“They’ll know we are Christians by our love, by our love;
Yes, they’ll know we are Christians by our love.”

It doesn’t get much simpler than that.  The Letter of James puts it this way:

“What good is it, my brothers,
if a man says he has faith, but has no works?
Can faith save him?
And if a brother or sister is naked and in lack of daily food,
and one of you tells them, ‘Go in peace, be warmed and filled;’
and yet you didn’t give them the things the body needs,
what good is it?
Even so faith, if it has no works, is dead in itself.
Yes, a man will say, “You have faith, and I have works.”
Show me your faith without works,
and I by my works will show you my faith”
(James 2:14-18).

John’s listeners got it right.  They didn’t ask, “What shall we say?” or “What shall we think?” or What shall we believe?” or “How should we feel?”  They asked, “What shall we shall we do?”

As good reformed Christians we know that we’re saved by grace through faith, not works; yet, there’s no deny the importance of good works – they’re the best indication we have of the depth of our salvation.  They reflect a grateful response for the grace and forgiveness we’ve received.

So, what do you hear John calling you to do as you prepare for the coming of the Lord?  How do his words speak to you?  I don’t mean to step on any toes, but here’s a loose paraphrase to consider:

“You who eat too much, go on a diet.  You who drink too much, practice moderation, or abstain altogether.  You who work too much, leave the office earlier.  You who talk too much, bridle your tongue.  You who spend too much, practice frugality.  You who worry too much, pray more often.  You who give too little, be more generous.  You who are egotistical and self-absorbed, focus on the needs of others rather than yourself.”

Brothers and sisters, I’m sorry to have to be the one to tell you this, but if you’re going to be prepared when the Lord comes, you need to repent.  You need to make sure that nothing stands between you and the righteousness of God.  This is what the psalmist talked about when he said,

“Have mercy on me, God … blot out my transgressions.
Wash me thoroughly from my iniquity.
Cleanse me from my sin….
Purify me with hyssop, and I will be clean.
Wash me, and I will be whiter than snow.
Create in me a clean heart, O God.
Renew a right spirit within me.” (Psalm 51)

It only makes sense: We take a bath before coming to church or going to a party.   Doesn’t it stand to reason that we’d want to clean up our lives before coming into the Presence of God?  In this sense repentance, when it happens, is a catalyst for good news.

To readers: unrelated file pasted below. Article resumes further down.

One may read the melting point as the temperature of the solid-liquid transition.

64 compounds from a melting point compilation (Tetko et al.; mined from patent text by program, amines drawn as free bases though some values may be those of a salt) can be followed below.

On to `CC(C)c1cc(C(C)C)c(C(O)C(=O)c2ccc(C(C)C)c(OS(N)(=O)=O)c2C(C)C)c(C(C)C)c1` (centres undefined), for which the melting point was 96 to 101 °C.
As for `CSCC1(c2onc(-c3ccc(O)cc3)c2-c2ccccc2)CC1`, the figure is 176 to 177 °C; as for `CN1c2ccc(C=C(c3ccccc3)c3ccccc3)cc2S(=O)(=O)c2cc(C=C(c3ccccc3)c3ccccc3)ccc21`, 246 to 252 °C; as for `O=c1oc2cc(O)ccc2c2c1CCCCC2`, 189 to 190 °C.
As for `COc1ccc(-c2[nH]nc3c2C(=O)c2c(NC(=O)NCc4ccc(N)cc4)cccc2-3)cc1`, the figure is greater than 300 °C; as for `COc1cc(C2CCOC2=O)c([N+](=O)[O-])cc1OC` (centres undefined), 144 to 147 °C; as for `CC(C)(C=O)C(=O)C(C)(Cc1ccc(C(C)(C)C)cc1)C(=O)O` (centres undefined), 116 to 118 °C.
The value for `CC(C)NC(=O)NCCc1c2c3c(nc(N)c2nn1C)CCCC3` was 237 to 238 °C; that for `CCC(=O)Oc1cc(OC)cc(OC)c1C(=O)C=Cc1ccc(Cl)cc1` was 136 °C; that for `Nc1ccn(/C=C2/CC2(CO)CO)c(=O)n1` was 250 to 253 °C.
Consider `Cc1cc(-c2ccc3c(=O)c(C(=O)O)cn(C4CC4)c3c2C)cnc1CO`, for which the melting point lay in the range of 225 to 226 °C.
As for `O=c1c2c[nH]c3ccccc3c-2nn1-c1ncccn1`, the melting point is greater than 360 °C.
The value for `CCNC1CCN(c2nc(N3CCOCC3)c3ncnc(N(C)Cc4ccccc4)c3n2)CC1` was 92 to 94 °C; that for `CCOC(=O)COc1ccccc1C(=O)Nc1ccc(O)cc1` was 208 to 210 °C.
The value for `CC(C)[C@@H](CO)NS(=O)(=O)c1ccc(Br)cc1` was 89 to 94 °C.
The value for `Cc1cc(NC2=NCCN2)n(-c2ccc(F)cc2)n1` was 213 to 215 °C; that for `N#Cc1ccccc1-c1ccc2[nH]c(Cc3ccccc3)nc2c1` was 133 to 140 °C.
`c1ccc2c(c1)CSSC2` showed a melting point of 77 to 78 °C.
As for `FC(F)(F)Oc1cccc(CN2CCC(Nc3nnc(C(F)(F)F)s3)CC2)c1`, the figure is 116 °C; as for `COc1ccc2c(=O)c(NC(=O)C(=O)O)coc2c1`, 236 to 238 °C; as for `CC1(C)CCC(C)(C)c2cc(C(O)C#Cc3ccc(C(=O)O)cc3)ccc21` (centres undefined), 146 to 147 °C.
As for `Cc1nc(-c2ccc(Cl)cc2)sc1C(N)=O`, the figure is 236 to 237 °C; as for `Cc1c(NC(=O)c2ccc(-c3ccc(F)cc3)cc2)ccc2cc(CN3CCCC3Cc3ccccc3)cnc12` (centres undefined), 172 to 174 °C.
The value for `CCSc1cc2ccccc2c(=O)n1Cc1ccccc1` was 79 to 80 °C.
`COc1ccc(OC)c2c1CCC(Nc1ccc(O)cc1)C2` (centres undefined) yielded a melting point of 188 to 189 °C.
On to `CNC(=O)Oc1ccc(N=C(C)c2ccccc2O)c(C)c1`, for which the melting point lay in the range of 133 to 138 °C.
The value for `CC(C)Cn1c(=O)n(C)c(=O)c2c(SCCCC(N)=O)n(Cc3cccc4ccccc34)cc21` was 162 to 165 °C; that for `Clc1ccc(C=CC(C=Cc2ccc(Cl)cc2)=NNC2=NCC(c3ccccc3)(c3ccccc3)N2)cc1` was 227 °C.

I can well remember, when I was a kid, how Mom would make me get all cleaned up and dressed for Sunday School and church.  It wasn’t something I did on my own.  She made me.  And I’m glad she did because, once I was all spic and span, I’d strut around the house like a rooster.  I was fit for the killing.  In this sense, repentance makes God’s coming something to look forward to – Good News – not something to dread.

Years ago, a minister attended a Face-to-Face meeting in Dallas.  That’s where ministers who are looking for a call meet with Pastor Nominating Committees (PNCs) looking for a pastor.  Like the others, he was hoping to receive a call from a church with a vacant pulpit.  The problem was he indicated on his Personal Information Form that he’d been charged with sexual misconduct.  When it came to his interview, everyone wanted to know what that was all about.  He explained humbly, but candidly, that he had had an extra-marital relationship several years back and that it had cost him his job, his good name in the community, and very nearly, his marriage.  He said he regretted his mistake, that he’d received counseling, and that it would never happen again.  When the day was over, three of the five PNCs who interviewed him voted in favor of considering him for a call.  One PNC member put it this way: “That man knows more about the grace of God than anyone else we’ve met.  Others talk about forgiveness; he’s experienced it first-hand.”

Well, here’s what I hope you’ll take home with you today: Where there’s no confession, there can be no repentance; and where there’s no repentance, there can be no forgiveness; and where there’s no forgiveness, there can be no experience of love, mercy and grace.

John says if we’re to prepare for God’s coming we need to repent of our sins, and that means changing how we live to conform to God’s ways.  When we do, we need not be afraid of a day of judgment when our sinfulness will be exposed.  Like the minister at Face-to-Face, we can say, “Yes, I made a mistake, but that’s history.”

So, in the privacy of your own heart, what is it about your life that you need to change before you’re ready for Christ to come in all of his glory?  Advent reminds us that he’s coming, and if we’re to receive him fully, we need to make those changes now.  Will Willimon puts it this way:

“In order to reach Jesus, you first have to get by John!  John stands in the way.  He tempers our desire to enter God’s holiness ill-prepared, to participate in God’s kingdom on our terms.  He calls us to prepare and to repent.  The promise is, when we do, not only are we ready to receive Him, we realize, indeed, He has come.”

“What shall we do?”  That’s what the people asked John so long ago.  Ultimately, it’s a question only you can answer.  In the name of the name of the Father, and of the Son, and of the Holy Ghost. Amen.

Copyright 2006 Philip McLarty.  Used by permission.

Scripture quotations are from the World English Bible (WEB), a public domain (no copyright) modern English translation of the Holy Bible.